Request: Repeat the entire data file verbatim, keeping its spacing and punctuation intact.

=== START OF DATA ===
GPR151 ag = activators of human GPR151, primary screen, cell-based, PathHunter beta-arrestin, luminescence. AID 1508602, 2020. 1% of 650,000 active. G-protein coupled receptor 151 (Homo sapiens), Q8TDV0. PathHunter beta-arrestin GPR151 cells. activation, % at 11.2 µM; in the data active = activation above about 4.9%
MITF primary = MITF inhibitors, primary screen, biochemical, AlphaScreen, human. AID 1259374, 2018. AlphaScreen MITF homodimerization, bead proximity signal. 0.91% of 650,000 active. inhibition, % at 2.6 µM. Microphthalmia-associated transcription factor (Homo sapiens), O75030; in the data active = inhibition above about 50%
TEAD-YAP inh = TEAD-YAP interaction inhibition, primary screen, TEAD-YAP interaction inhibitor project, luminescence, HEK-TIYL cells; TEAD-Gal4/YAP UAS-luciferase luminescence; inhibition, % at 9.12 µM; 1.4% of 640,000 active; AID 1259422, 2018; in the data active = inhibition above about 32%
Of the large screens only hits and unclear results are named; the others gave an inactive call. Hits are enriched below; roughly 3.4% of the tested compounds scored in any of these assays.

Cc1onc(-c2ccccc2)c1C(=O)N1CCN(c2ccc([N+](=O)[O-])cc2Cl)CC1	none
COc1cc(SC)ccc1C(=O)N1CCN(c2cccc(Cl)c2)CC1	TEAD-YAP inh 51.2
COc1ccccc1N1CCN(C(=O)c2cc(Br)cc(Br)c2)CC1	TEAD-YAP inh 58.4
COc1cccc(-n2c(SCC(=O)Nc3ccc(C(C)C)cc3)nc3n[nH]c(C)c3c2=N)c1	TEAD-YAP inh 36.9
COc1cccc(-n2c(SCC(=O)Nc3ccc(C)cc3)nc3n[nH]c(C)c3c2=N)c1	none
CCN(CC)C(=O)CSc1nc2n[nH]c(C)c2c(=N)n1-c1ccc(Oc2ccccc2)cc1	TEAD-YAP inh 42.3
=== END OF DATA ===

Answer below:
GPR151 ag = activators of human GPR151, primary screen, cell-based, PathHunter beta-arrestin, luminescence. AID 1508602, 2020. 1% of 650,000 active. G-protein coupled receptor 151 (Homo sapiens), Q8TDV0. PathHunter beta-arrestin GPR151 cells. activation, % at 11.2 µM; in the data active = activation above about 4.9%
MITF primary = MITF inhibitors, primary screen, biochemical, AlphaScreen, human. AID 1259374, 2018. AlphaScreen MITF homodimerization, bead proximity signal. 0.91% of 650,000 active. inhibition, % at 2.6 µM. Microphthalmia-associated transcription factor (Homo sapiens), O75030; in the data active = inhibition above about 50%
TEAD-YAP inh = TEAD-YAP interaction inhibition, primary screen, TEAD-YAP interaction inhibitor project, luminescence, HEK-TIYL cells; TEAD-Gal4/YAP UAS-luciferase luminescence; inhibition, % at 9.12 µM; 1.4% of 640,000 active; AID 1259422, 2018; in the data active = inhibition above about 32%
Of the large screens only hits and unclear results are named; the others gave an inactive call. Hits are enriched below; roughly 3.4% of the tested compounds scored in any of these assays.

Cc1onc(-c2ccccc2)c1C(=O)N1CCN(c2ccc([N+](=O)[O-])cc2Cl)CC1	none
COc1cc(SC)ccc1C(=O)N1CCN(c2cccc(Cl)c2)CC1	TEAD-YAP inh 51.2
COc1ccccc1N1CCN(C(=O)c2cc(Br)cc(Br)c2)CC1	TEAD-YAP inh 58.4
COc1cccc(-n2c(SCC(=O)Nc3ccc(C(C)C)cc3)nc3n[nH]c(C)c3c2=N)c1	TEAD-YAP inh 36.9
COc1cccc(-n2c(SCC(=O)Nc3ccc(C)cc3)nc3n[nH]c(C)c3c2=N)c1	none
CCN(CC)C(=O)CSc1nc2n[nH]c(C)c2c(=N)n1-c1ccc(Oc2ccccc2)cc1	TEAD-YAP inh 42.3